The AMR simulator is a tool for evaluating partitioning techniques without having to run the actual application on a parallel computer. The application dumps a "trace" which is attacked by a partitioner. The trace contains the state of the grid hierarchy (without any partitioning) at each stage of the adaptive application. The simulator reads the output from the partitioner and evaluates the quality of the partitioning, as comprised by the 5-component metric defining partitioning quality.

The following three steps describe the concepts associated with the AMR simulator.

- A trace of the grid hierarchy is obtained just once by performing a run of the application for a single processor. The resulting parameters are dumped into a trace file.
- This trace file is the input to a partitioner. The partitioner implements the partitioning scheme of choice for a given number of processors. It allocates various bounding boxes to processors at different levels and time-steps. This result is dumped to an output parameters file.
- This output parameters file is the input file to the AMR simulator. The AMR simulator measures the different parameters that characterize the distribution mechanisms.

__Intra-level Communication__

At each time step, the intra-level communication
is the amount of communication present between processors at the same level.
This is measured as follows.

From the input list, each bounding box (bb) is
grown by a specified stencil size in all directions such that it maintains
an overlapping zone at its boundaries with its neighboring processing elements
(bb in this case) for synchronization of data during the updating process.
So, the bb can be logically divided into appropriate number of interaction_bbs
(depending on the dimension). Each of these interaction_bbs is intersected
with each of the remaining bounding boxes on the list. If there is an intersection
between the two, there is indeed intra-level communication and it is measured
by the size of the intersection_bb of the two bbs. The intra-level communication
at a particular level is the sum of intra-level communication of all bounding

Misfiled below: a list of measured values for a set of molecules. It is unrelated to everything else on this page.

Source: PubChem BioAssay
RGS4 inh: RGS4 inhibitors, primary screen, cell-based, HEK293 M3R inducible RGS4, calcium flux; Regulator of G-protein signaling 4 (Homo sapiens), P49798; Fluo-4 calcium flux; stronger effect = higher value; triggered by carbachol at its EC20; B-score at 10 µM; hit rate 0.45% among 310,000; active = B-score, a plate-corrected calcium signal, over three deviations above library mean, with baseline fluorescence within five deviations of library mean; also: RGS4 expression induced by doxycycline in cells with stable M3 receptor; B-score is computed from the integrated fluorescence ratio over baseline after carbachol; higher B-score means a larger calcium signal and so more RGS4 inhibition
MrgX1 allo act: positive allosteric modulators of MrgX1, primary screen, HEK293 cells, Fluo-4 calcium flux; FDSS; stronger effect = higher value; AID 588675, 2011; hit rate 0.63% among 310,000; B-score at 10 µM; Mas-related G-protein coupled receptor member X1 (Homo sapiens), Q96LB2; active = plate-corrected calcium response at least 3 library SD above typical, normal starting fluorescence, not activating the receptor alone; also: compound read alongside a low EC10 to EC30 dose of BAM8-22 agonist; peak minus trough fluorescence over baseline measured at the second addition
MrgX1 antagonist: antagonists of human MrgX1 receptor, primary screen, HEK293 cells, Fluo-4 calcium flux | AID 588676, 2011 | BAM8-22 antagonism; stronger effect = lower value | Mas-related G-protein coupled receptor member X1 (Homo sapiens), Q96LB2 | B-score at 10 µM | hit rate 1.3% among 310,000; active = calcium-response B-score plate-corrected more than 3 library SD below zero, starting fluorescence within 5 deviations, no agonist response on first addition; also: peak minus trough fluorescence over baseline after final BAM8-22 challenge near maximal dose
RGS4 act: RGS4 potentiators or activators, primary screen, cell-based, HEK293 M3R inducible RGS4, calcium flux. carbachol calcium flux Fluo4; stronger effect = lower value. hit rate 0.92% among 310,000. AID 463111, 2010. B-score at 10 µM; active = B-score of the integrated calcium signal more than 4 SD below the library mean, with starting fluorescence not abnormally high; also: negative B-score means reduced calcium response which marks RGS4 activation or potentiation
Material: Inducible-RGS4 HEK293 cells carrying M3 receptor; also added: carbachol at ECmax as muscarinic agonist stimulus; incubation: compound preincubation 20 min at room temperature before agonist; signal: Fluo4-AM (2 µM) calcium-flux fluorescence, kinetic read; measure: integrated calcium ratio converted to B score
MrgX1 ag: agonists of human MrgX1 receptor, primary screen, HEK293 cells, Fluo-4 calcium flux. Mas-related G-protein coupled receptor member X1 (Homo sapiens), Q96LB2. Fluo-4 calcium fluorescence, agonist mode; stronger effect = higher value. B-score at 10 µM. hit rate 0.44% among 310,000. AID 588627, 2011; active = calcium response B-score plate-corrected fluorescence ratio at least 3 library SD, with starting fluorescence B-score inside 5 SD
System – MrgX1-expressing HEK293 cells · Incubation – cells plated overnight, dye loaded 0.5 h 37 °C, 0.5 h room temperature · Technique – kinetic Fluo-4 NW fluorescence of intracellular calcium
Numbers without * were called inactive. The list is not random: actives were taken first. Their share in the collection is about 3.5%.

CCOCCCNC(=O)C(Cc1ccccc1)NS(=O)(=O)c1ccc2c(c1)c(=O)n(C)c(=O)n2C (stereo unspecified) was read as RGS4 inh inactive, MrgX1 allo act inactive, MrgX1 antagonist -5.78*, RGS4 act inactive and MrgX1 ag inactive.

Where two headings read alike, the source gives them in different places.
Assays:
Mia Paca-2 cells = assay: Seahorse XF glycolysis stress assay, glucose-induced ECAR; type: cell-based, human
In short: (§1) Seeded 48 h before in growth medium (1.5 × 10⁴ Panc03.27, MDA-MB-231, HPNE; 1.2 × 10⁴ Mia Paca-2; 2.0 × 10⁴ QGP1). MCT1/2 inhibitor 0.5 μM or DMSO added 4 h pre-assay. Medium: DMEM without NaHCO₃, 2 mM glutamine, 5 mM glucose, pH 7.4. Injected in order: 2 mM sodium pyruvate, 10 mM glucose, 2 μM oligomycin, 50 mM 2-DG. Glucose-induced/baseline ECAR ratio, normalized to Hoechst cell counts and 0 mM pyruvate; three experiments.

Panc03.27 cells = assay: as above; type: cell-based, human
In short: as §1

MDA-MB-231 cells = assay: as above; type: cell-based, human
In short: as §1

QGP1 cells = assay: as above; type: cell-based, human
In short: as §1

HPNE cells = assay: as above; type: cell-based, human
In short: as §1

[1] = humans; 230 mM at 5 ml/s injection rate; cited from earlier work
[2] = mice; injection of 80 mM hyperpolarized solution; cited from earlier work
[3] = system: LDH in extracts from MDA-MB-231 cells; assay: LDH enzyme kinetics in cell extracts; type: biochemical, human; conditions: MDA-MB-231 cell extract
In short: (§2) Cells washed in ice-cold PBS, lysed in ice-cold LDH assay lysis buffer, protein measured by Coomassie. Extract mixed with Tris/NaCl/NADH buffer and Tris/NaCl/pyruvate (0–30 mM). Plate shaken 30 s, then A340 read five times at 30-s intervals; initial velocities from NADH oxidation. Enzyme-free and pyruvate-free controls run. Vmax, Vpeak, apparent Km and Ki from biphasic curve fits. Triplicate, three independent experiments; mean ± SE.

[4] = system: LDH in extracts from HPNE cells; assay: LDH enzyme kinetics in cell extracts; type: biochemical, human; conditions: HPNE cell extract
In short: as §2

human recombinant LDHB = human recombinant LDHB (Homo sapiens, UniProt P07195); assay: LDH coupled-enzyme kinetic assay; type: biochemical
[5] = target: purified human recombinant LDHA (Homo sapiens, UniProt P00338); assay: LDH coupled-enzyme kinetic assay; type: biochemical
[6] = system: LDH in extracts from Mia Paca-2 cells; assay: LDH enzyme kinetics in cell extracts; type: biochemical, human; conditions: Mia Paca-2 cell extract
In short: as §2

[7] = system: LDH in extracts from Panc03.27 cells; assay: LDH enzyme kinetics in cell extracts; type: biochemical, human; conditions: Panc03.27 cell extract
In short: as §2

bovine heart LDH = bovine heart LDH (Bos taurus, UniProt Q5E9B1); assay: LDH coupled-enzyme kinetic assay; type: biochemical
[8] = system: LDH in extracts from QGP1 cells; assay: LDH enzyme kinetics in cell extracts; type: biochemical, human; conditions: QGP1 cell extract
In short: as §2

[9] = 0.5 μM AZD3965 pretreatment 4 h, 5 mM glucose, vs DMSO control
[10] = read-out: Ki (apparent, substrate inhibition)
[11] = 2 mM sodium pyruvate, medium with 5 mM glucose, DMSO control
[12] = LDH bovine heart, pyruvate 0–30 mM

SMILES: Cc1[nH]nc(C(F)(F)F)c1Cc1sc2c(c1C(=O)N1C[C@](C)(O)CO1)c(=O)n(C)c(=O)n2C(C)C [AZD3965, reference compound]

boxes in the list.

Amount of intra-level communication =
à.. (1)

Now, intra-level communication of bounding box
i is the sum of intra-level communication it has with all other bounding
boxes. We can update eqn. (1) as

Amount of intra-level communication =

The amount of intra-level communication of bounding
box i with bounding box j can be found by calculating half the size of
intersection of two bounding boxes.

__Inter-level Communication__

This is measured for each of the time-steps, between the processors that contain bbs at different levels of refinement. When a refined grid is created, its boundaries are usually interior to some coarser grid values. After updating the function values on a fine grid, the underlying coarse grid values are updated through restriction. The measurement process is as follows for each of the lists of bbs belonging to all processors at each timestep.

Each bb for a bblist is compared to each bb of a bblist that is either one level greater (child). If there is an interaction between the 2 bb, then inter-level communication exists and it is measured by the size of the intersection bb.

__Data Movement__

At the end of each time-step, the partitioning scheme allocates different bb to different processors. Hence bb that belonged to one processor may or may not belong to it at the next step. Therefore, data movement is characterized by the migration of any such bbs from one processor to another at different timesteps. It is measured as follows.

Compare the list of bbs at different time-steps.
If there is an intersection between the 2 bbs, then there indeed is data
movement and it is measured by the size of the intersection bb. The redistribution
from time-step t1 to time-step t2 is given as:

Let the load on each processor be load1, load2,
..., loadn at time-step t1

Let the loads on each processor be load1a, load2a,
..., loadna at time-step t2

Then,

Data movement for processor1 = dm1 = load1 Ç
load1a ...... (intersection)

Data movement for processor2 = dm2 = load2 Ç
load2a

:

:

Data movement for processor1n = dmn = loadn Ç
loadna

And,

Total data movement = dm1 + dm2 + .... + dmn

__Load Imbalance & Overheads__

The load on each processor is computed as the
workload area belonging to that processor at a certain level of refinement.
Considering the refinement in space and time (with refinement factor of
2), and the size of the bounding box as the workload parameter, the work
for a processor is given by

Work
= bb.size() * (2 ^ level)

Sum of the loads on all the bounding boxes of
all the processors is given by Total_load + = Work

Ideal
load on each processor = Total_load /nproc

The load imbalance on each processor at a timestep
can then be calculated as

Load
Imbalance = ( ( Actual load û Ideal load ) / Ideal load ) * 100 %

Partitioning overheads in terms of number of boxes can be computed as the number of boxes in the bounding box list associated with each processor at a given time-step.